Provocations in Preschool

In the middle of a stormy Wednesday morning (and in search of some creative inspiration!),  I decided to pop over to the preschool classrooms and see what the children and teachers were engaged in. I returned to my office feeling refueled and inspired. I am excited to share these findings with you. 

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At TCM, we believe in letting the natural world lead our investigations with the children. Why are the trees turning colors? Do you think those Robins perched in our bird feeder are hungry? What is inside of a pumpkin? 

The teachers greatly respect these questions. Led by the children's interests and discussions, they purposefully set up materials and experiences that enable the preschoolers to discover the answers for themselves, and moreover, create new questions in the process!

In the sensory table, children were using scoops, funnels, spoons and sifters to explore bird seed. I observed one child say to another "It is getting stuck because those pieces are too big to fit through the tiny holes. Here, try this one instead!" 

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Right in that moment, we're touching on teamwork, scientific inquiry, cause & effect, and sensory processing.

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I turned around and saw two children working intently on decorating a shoe box with markers, fabric, tape, little bits of paper, feathers, and string. I watched them for a few minutes and upon inquiring about their project, learned that they were collaborating to make a house for two small stuffed animals. The house had a roof, "fancy decoration," and a bed (among other things) and had been under construction for more than an hour.


When children collaborate creatively like this, especially on a self-guided study or investigation using open-ended materials, the learning capabilities are remarkable. They were so excited to share their completed house with me and gleefully displayed their purple hands in pride.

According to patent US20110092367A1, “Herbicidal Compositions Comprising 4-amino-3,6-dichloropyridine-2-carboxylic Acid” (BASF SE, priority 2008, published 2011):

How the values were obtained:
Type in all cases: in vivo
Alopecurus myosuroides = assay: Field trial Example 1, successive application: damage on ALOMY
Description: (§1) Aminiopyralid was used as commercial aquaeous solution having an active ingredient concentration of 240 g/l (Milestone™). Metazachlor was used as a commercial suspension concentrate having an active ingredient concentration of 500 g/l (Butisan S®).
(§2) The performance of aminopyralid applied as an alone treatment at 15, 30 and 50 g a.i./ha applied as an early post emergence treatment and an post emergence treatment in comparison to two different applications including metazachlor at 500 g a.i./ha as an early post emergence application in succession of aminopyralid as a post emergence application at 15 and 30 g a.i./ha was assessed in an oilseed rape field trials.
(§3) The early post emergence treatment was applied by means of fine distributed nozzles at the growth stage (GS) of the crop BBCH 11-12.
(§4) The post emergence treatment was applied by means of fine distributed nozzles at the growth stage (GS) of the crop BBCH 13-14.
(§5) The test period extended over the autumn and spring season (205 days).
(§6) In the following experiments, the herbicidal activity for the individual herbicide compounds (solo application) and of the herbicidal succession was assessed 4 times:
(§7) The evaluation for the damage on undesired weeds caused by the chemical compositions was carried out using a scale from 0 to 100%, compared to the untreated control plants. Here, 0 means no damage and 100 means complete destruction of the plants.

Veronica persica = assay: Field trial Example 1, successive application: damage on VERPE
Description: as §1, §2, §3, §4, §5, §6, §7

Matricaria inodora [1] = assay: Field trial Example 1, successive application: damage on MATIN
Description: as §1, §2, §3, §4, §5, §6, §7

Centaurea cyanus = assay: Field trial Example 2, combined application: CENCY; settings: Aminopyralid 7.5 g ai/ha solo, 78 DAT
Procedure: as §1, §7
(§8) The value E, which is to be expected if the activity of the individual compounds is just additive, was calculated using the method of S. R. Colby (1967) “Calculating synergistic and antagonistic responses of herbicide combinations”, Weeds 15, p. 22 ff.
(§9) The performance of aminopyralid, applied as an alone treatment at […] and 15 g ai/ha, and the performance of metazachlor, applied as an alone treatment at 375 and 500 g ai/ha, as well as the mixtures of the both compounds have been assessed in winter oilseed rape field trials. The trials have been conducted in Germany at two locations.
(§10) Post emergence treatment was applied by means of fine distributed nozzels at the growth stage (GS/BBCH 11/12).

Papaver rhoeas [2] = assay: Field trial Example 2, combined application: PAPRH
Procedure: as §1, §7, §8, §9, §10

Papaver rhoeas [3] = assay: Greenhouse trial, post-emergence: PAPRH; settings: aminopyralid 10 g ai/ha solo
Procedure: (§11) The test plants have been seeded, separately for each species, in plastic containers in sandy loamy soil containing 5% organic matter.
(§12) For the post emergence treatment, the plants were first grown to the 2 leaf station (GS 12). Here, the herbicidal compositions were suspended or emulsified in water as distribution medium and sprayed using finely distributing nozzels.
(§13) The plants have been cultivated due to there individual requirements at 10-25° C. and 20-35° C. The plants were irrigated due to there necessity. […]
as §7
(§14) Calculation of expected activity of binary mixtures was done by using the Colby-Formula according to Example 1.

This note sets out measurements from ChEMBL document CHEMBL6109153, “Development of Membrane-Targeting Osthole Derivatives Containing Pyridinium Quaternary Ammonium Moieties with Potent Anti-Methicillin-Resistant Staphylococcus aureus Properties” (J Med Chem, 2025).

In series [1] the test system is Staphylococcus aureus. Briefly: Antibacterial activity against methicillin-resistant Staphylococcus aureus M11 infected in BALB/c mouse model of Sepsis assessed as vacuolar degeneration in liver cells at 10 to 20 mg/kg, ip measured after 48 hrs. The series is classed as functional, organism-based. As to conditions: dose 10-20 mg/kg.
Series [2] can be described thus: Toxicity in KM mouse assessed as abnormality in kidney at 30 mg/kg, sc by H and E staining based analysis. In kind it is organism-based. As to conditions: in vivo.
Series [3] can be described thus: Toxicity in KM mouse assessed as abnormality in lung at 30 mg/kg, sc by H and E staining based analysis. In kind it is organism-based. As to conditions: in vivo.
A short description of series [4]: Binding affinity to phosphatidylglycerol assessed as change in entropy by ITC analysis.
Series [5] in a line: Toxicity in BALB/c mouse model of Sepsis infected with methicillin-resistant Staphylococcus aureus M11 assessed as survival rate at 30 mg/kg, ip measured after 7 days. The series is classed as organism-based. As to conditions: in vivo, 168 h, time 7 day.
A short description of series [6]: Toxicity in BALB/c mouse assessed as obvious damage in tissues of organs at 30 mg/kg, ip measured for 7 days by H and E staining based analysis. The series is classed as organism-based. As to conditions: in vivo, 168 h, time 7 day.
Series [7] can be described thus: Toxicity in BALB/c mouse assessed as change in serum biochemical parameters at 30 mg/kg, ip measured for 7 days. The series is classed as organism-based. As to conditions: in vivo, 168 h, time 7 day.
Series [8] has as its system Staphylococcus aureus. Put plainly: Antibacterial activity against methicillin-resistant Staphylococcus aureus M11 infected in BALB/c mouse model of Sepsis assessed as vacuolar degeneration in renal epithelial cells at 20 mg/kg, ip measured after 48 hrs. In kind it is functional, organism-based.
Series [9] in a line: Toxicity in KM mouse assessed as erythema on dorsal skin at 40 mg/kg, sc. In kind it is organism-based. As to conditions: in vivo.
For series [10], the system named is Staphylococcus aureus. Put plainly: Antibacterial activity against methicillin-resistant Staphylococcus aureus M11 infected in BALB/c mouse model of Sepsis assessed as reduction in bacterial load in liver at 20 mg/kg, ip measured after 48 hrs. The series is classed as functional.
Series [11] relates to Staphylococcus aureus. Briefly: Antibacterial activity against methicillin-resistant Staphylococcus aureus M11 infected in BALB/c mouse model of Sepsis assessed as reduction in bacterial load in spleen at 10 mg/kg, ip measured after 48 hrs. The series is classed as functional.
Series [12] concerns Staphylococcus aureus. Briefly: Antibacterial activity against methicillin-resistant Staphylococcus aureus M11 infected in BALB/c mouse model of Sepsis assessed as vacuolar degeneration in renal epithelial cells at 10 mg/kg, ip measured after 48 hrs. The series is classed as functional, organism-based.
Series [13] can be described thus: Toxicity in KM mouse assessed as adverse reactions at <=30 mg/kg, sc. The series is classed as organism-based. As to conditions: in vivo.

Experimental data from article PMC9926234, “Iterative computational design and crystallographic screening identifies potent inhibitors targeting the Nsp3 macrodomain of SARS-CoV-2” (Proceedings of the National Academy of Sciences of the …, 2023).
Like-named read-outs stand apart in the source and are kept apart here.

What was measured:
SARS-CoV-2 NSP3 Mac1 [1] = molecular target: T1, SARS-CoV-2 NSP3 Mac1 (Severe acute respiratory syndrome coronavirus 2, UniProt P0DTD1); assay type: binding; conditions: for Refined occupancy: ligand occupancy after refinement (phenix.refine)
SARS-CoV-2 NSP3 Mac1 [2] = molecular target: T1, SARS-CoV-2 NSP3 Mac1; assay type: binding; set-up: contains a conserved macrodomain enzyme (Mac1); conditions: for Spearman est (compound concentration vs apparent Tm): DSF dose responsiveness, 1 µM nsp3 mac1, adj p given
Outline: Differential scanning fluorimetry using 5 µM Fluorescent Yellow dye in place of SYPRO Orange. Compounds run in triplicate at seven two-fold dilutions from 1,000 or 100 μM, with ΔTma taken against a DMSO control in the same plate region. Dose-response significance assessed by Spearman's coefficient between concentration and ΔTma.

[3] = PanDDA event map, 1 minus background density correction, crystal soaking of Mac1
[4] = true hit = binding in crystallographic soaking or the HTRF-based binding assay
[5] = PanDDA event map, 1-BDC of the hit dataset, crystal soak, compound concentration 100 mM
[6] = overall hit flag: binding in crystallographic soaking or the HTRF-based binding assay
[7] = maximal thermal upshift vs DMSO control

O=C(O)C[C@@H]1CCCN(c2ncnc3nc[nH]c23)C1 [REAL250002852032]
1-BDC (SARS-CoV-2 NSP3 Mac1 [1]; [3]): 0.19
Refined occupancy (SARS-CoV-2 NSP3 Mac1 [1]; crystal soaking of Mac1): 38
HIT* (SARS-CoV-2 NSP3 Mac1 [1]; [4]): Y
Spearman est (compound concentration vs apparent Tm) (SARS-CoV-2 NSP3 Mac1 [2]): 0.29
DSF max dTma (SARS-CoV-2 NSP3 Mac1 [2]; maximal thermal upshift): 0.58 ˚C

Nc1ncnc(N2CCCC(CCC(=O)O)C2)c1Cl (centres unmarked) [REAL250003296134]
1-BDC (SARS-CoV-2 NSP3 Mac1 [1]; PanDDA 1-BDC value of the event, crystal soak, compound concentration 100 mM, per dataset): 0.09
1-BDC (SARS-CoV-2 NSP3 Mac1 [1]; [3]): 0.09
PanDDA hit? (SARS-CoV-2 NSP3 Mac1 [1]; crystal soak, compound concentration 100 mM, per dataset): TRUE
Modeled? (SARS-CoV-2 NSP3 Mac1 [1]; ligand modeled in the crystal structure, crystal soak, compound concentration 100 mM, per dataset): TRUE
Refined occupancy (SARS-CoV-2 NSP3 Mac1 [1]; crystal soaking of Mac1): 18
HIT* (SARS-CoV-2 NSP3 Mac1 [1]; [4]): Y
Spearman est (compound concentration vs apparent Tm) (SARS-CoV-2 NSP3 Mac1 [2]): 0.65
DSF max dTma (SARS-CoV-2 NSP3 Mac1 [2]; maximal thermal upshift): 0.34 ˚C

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I turned another corner and encountered a small group of children participating in what looked to be a birthday party.  A comfy seating area had been constructed from a large cardboard box filled with pillows, and baby dolls were enjoying pieces of "cake" off of birthday plates. When I asked whose party they were celebrating, they told me "it's a birthday party for everyone because birthdays are SO FUN!" (Agreed).


Before leaving the space, I stopped and looked at a display on the wall by the classroom door. I saw a variety of seemingly random materials (stickers, pompoms, paper clips) lined up in a row on sticky paper. When I read the documentation posted, I learned that the children had measured the circumference of a large pumpkin with several materials and then displayed their findings visually. Instead of the teachers trying to explain the concept of circumference to the children, they enabled the children to formulate their own understanding as participants and investigators. 

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All of this is but a tiny glimpse into the fascinating emergent curriculum happening daily at The Children's Meetinghouse. Come discover it for yourself!

One thing we can promise you is this: No day ever looks the same.

How extraordinary.

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